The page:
Main point summary
Jesus recruits his first four disciples
The next day again John was standing with two of his disciples,
and he looked at Jesus as he walked by and said,
“Behold, i the Lamb of God!”
The two disciples heard him say this,
and they followed Jesus.
and saw them following
and said to them,
j “What are you seeking?”
And they said to him,
k “Rabbi” (which means Teacher), “where are you staying?”
He said to them,
“Come and you will see.”
So they came and saw where he was staying,
and they stayed with him that day,
for it was about the tenth hour. 1
l One of the two who heard John speak and followed Jesus 1 was Andrew,
Simon Peter’s brother.
He first found his own brother Simon and said to him,
“We have found m the Messiah”
(which means Christ).
He brought him to Jesus.
Jesus looked at him and said,
“You are Simon the son of n John.
You shall be called o Cephas”
(which means p Peter 1 ).
q The next day Jesus decided r to go to Galilee.
He found Philip and said to him,
Now s Philip was from Bethsaida,
the city of Andrew and Peter.
Philip found t Nathanael and said to him,
“We have found him of whom u Moses in the Law and also the prophets wrote,
Jesus v of Nazareth, w the son of Joseph.”
Nathanael said to him,
x “Can anything good come out of Nazareth?”
Philip said to him,
“Come and see.”
Jesus saw Nathanael coming toward him
and said of him,
“Behold, y an Israelite indeed,
z in whom there is no deceit!”
Nathanael said to him,
“How a do you know me?”
Jesus answered him,
“Before Philip called you,
when you were under the fig tree,
I saw you.”
Nathanael answered him,
b “Rabbi, c you are the Son of God!
You are the d King of Israel!”
Jesus answered him,
“Because I said to you,
‘I saw you under the fig tree,’
do you believe?
You will see greater things than these.”
And he said to him,
“Truly, truly, I say to you, 1
you will see e heaven opened,
and f the angels of God ascending and descending on g the Son of Man.”
This is an odd cluster of relationships, but I believe the thrust of these verses is this. Nathanael believes Jesus is the Son of God because (inference) Jesus saw him under the fig tree. Jesus's response is that he will see far greater things than this, contrasting (+/-) the lesser miracle against the greater. He then describes what is unquestionably a far greater thing, which is halfway between being a justification for the statement (ground) and another idea/explanation. I picked ground because as a disciple, Nathanael will see a lot of "greater things" over the course of Jesus's ministry, and thus I don't think this is the only thing Jesus is referring to, although it is the best example.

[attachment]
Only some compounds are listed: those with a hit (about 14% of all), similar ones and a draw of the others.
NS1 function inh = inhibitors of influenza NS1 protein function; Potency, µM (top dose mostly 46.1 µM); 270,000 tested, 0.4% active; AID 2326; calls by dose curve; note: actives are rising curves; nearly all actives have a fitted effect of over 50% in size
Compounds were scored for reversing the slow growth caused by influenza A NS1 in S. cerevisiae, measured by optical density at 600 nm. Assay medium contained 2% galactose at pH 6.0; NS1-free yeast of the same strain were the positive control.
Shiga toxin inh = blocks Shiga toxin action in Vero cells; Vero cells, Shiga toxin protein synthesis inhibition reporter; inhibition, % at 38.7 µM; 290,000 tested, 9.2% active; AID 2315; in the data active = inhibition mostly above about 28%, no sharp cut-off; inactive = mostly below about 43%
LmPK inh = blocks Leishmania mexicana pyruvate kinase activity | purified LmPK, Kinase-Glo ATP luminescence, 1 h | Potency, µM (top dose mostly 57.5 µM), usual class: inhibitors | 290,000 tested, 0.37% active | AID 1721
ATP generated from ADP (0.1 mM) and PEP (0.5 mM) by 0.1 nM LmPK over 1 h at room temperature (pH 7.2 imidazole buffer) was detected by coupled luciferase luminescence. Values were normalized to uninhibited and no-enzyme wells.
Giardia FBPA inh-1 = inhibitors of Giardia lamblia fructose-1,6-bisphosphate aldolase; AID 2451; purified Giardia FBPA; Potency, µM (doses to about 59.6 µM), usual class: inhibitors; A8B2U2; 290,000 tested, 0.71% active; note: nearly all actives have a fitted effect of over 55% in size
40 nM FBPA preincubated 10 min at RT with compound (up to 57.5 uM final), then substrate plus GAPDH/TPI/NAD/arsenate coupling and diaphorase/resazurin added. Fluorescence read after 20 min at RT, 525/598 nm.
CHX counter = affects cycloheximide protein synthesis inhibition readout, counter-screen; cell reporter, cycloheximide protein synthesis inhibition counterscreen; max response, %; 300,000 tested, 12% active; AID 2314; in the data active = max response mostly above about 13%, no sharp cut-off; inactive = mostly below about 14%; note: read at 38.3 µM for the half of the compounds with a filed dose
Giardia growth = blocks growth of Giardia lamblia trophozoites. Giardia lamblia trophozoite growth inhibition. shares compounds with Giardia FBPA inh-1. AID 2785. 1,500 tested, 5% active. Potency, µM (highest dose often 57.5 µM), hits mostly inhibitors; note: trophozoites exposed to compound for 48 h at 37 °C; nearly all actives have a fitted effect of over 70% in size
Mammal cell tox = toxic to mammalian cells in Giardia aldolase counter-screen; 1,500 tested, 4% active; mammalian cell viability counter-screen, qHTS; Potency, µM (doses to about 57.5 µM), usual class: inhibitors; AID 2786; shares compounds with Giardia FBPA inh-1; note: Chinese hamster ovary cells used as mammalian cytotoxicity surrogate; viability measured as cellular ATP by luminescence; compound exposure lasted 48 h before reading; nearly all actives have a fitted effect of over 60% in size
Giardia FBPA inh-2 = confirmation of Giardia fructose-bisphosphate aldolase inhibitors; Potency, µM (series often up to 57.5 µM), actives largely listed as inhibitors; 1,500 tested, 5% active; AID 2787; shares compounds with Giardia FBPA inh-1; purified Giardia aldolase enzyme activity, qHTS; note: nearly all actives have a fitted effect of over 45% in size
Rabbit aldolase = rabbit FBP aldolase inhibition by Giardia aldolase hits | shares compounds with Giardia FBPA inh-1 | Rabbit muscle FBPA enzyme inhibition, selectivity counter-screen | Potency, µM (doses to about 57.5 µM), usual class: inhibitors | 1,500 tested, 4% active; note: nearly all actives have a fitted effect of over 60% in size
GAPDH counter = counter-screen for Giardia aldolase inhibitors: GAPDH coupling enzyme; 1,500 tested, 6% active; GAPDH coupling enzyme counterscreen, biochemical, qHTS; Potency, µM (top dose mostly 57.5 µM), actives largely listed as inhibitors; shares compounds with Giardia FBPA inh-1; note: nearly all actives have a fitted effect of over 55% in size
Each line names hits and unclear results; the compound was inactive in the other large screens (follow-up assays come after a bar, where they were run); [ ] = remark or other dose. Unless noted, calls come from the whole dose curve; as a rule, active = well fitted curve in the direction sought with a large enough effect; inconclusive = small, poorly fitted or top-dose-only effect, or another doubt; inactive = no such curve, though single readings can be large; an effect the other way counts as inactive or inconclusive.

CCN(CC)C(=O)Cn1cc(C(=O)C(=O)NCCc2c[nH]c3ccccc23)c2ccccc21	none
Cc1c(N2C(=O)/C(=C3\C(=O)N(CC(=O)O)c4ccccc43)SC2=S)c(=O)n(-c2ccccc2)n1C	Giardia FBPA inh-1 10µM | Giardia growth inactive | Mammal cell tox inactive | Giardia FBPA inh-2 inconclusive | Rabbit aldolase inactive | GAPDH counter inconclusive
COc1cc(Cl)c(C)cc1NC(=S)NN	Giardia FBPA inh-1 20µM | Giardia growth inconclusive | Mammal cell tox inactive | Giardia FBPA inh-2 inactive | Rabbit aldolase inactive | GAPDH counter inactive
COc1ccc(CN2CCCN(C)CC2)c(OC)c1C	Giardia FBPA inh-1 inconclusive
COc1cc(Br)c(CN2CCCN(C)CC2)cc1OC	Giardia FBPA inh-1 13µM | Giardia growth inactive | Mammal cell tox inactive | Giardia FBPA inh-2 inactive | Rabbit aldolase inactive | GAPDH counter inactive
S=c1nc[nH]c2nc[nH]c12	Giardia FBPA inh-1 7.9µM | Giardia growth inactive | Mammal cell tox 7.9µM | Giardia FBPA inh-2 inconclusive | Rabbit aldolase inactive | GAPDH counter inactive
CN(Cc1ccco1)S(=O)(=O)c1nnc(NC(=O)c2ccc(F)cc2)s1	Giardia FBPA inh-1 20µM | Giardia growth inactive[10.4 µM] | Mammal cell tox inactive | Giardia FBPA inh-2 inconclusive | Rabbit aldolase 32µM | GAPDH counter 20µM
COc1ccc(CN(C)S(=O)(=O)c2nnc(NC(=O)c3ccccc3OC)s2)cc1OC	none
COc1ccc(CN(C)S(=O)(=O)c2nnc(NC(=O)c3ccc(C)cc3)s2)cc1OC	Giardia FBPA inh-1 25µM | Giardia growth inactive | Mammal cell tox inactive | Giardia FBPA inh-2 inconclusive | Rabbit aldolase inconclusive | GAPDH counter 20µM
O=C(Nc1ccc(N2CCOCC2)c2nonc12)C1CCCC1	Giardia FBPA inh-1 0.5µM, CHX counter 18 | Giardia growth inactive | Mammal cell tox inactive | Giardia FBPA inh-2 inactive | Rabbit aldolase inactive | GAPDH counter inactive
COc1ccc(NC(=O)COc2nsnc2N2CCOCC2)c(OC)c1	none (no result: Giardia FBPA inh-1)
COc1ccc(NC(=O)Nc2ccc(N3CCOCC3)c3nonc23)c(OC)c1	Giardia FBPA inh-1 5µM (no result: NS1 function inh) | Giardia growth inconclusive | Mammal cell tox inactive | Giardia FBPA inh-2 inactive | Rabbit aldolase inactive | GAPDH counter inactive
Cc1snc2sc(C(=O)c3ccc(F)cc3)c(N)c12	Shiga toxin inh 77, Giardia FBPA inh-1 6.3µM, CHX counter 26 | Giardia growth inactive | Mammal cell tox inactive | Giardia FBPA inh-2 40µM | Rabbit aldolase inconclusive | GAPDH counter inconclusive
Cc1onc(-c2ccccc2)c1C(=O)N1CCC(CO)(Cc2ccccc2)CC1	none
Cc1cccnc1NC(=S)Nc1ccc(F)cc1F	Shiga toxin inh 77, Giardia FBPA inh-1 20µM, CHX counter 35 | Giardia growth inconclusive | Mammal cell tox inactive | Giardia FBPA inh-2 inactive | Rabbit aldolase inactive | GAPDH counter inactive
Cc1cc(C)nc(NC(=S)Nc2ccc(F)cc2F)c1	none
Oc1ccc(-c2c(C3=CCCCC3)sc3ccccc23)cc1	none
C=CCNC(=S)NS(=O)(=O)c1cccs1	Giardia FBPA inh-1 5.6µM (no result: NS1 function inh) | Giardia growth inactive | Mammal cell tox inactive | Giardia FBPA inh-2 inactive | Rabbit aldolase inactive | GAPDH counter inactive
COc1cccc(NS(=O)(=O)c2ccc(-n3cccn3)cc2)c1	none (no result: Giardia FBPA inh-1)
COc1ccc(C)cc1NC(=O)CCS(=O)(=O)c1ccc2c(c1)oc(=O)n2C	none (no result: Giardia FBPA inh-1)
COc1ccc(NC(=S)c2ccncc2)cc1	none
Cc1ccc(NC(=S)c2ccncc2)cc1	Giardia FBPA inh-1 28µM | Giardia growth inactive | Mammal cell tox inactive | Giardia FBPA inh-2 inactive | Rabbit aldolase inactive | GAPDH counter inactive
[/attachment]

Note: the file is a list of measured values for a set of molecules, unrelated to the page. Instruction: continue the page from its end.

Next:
This could also easily be temporal, but I think it's used as justification for why they stayed with him; it was already late in the afternoon when they saw where he was staying.
I actually use two different sets of progressions here, as there's two "levels" to Nathanael being discipled. There's the initial process of Philip convincing him to come and see, with the result of him appearing before Jesus, and then there's the second half where Jesus reveals He saw him under the fig tree, and thus convinces Nathanael He's truly the Messiah. I think the larger arc including Jesus's response is the more important one here, but I wanted to also use the bracket to highlight how it was Philip's witnessing that resulted in Nathanael meeting Jesus.
This was actually very tricky to try and bracket. A lot of things I wasn't sure about how to place properly. One of the hardest relationships to graph was actually matching up the two sections. This passage is actually two sections in ESV, the first being Peter and Andrew's recruitment (verses 35-42) and the second being Philip and Nathanael's recruitment (verses 43-51). The most obvious relationship, and the one I went with in the end is Series, as they're ultimately two different sets of events. But that doesn't tell the whole story. There's a good amount of similarities between the two pairs here. In both cases, the first disciple goes and fetches the second disciple to lead them to Jesus, and in both cases Jesus then goes and directly addresses the second disciple. For that matter, Philip's "Come and see" to Nathanael feels like an echo of Jesus telling Andrew (and the other unnamed disciple) "come and see" regarding where he was staying. You can see this in the bracket as well, in both cases a large portion of the bracket is a progression, leading to Peter's recruitment in the first case, and Nathanael's in the second. That said, despite the parallels, I don't think any of the support by restatement relationships actually fit; there's too much that's different between the two sections. Peter's response is undocumented, while Nathanael's given a fair amount of dialogue regarding his transition from initial skepticism to belief. In addition, there's the way Jesus addresses the two: He gives Simon the name of Peter, (which seems to come out of nowhere), while using a minor miracle to convince Nathanael and promising that he will see greater ones in the future. One more thing of note from this passage, something I wasn't able to properly capture in the bracket, is the witnessing. For Andrew and Philip both, their first reaction to learning about Jesus is to immediately tell someone. For that matter, Nathanael also, once convinced responds with an immediate, and dramatic proclamation of faith.